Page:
Nursing homes to have first look at new quality-rating provisions today

Concerned providers will get their first look today at a newly rebased quality measurement scale under Nursing Home Compare 3.0. Individual facility details were expected to hit the usual online site by late morning today via the Quality Improvement and Evaluation System (QIES), officials announced Thursday.

Centers for Medicare & Medicaid Services officials, however, repeatedly declined to give details about how many facilities would be losing rating stars under the revised system. They did, however, confirm that they would be adding two metrics related to long-stay and short-stay antipsychotics.

Specifics of the revisions will be made public on Friday, Feb. 20, officials said during Thursday’s Skilled Nursing Facility Open Door Forum conference call.

The regulators emphasized the revelations about the changes were a “courtesy” to providers. That way operators could prepare for any questions about decreased ratings from staff, residents, or family members, officials said. Virtually all providers will be affected by the new system, they acknowledged.

Nursing Home Compare began in 1998 and CMS added the Five-Star Quality Rating System in December 2008. Initially using a bell-curve methodology, about 16% of facilities were given a top rating while around the same amount received just one star. The bell curve method was at least partially jettisoned in subsequent years, and most recently about 42% of facilities had been granted 5-star status. CMS officials declined Thursday to say how far back the cut lines will be, noting only that they had decided not to go back to 2008 levels because it would have been “too discouraging.”

The changes will be effective immediately, which has industry leaders worried.

“We are concerned the public won’t know what to make of these new rankings,” said American Health Care Association/National Center for Assisted Living President and CEO Mark Parkinson. “If centers across the country start losing star ratings overnight, it sends a signal to families and residents that quality is on the decline when in fact it has improved in a meaningful way.”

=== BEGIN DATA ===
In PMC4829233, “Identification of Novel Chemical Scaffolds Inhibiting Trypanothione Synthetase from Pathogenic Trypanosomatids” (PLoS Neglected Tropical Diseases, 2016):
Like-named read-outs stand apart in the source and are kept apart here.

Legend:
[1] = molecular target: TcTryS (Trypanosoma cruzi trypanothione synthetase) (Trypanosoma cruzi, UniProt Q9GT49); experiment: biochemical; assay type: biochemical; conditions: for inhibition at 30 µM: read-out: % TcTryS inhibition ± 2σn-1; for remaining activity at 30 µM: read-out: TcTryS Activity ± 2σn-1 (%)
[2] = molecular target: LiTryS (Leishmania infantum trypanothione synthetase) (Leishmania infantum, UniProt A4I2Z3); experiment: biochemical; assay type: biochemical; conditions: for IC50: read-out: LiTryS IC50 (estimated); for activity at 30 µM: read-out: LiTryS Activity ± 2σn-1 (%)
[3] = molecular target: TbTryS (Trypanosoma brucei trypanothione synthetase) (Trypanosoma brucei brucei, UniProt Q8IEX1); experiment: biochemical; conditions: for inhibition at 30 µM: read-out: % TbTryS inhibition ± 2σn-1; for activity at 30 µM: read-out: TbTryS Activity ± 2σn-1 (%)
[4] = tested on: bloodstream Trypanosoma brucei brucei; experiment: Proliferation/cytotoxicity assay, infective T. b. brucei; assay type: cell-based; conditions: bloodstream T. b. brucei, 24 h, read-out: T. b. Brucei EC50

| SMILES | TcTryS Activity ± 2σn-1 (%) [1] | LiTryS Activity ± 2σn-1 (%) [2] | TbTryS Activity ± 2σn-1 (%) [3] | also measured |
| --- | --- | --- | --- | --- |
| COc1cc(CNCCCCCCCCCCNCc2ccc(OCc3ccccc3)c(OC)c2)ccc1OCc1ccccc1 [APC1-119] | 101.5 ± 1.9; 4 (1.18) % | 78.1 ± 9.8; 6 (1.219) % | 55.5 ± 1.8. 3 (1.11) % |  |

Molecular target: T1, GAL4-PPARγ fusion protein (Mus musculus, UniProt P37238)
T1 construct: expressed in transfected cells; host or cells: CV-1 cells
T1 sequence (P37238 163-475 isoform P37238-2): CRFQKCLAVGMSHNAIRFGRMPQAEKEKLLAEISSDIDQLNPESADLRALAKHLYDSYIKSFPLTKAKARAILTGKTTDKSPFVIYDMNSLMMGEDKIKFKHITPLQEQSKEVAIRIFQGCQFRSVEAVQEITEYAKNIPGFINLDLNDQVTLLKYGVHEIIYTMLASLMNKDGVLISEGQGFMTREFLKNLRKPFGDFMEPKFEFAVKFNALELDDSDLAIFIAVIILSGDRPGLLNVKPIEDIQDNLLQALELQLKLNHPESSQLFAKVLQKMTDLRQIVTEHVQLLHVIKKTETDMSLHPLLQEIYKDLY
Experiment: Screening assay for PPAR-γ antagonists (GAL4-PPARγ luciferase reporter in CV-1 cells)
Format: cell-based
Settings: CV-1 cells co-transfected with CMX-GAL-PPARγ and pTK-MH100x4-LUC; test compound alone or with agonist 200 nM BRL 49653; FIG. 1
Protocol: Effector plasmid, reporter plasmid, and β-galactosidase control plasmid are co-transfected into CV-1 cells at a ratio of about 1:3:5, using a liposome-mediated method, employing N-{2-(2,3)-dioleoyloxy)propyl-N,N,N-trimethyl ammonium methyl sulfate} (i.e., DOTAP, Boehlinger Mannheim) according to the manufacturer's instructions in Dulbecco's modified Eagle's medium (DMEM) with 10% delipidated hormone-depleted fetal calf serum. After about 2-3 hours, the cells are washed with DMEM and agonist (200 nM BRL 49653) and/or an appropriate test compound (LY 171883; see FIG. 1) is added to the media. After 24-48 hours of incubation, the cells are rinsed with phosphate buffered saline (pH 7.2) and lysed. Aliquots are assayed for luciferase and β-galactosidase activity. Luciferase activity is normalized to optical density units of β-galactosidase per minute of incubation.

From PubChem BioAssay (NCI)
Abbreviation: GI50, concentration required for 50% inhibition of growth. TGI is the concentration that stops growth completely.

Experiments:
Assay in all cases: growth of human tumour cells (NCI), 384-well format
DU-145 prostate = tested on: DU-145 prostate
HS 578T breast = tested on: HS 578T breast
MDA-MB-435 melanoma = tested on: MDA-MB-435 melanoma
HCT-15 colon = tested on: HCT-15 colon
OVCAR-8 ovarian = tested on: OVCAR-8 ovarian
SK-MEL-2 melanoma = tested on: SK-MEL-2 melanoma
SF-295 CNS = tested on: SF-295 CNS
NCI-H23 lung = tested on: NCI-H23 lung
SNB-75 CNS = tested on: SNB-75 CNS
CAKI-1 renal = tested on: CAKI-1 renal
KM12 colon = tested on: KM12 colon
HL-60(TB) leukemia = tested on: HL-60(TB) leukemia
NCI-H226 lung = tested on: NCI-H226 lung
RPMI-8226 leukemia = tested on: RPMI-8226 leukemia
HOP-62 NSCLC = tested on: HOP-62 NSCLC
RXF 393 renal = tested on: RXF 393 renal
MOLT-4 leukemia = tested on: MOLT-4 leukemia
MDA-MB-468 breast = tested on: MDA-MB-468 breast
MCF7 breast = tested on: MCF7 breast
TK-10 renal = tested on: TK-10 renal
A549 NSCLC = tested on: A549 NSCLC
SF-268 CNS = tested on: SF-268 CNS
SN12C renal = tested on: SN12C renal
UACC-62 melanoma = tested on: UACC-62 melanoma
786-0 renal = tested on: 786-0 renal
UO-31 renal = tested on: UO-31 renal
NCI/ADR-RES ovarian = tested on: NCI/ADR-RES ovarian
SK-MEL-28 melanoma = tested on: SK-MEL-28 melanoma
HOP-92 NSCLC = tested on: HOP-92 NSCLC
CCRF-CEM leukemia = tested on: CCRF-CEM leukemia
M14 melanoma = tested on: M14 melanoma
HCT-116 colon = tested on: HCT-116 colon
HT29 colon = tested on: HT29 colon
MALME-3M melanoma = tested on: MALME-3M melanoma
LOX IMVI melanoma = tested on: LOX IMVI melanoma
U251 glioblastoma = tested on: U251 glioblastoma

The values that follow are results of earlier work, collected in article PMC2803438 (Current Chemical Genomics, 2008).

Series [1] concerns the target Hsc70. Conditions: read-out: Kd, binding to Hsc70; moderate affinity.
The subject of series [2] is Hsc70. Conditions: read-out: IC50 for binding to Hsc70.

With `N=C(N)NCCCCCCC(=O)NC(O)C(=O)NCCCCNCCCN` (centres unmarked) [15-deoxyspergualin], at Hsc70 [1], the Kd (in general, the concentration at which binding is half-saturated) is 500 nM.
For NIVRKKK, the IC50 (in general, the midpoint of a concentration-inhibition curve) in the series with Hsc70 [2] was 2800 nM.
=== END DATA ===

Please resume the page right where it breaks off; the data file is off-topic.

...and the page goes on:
CMS strove to find a balance “between the sensitivity of quality measure dimensions, while not making too big of a change all at once,” said Thomas Hamilton, director of Survey and Certification Group. He also noted that “five star information should only be used as a starting point. There is no substitute for visiting the nursing home and consulting with community resources.”

The public release next week is expected to contain information that facilities can share with families and residents to answer questions and soothe concerns, Hamilton said.

Providers also will be facing adjusted staffing algorithms, CMS confirmed on Thursday’s Open Door Forum call. Nursing homes will have to earn four stars on the individual registered nurse level only, or the staffing categories (such as LPNs), if they aspire to receive four stars on the overall staffing level. A facility could not have fewer than three stars on any dimensions under the scenario above.

Additionally, some nursing homes in a pilot program are already submitting staffing data tracked back to payroll, with all facilities expected to be in this system by Dec. 31, 2016. CMS confirmed it is working with providers to make sure facilities’ payroll systems will be able to supply staffing data.

At least one provider asked Thursday if CMS would reconsider exceptions to antipsychotic use for the approximately 4% of residents diagnosed as bipolar. CMS currently gives exemptions to schizophrenic, Tourette’s and Huntington’s disease residents, but an official said bipolar disorder still has “definitional ambiguity.”

Another major improvement to Nursing Home Compare is scheduled for 2016, officials added.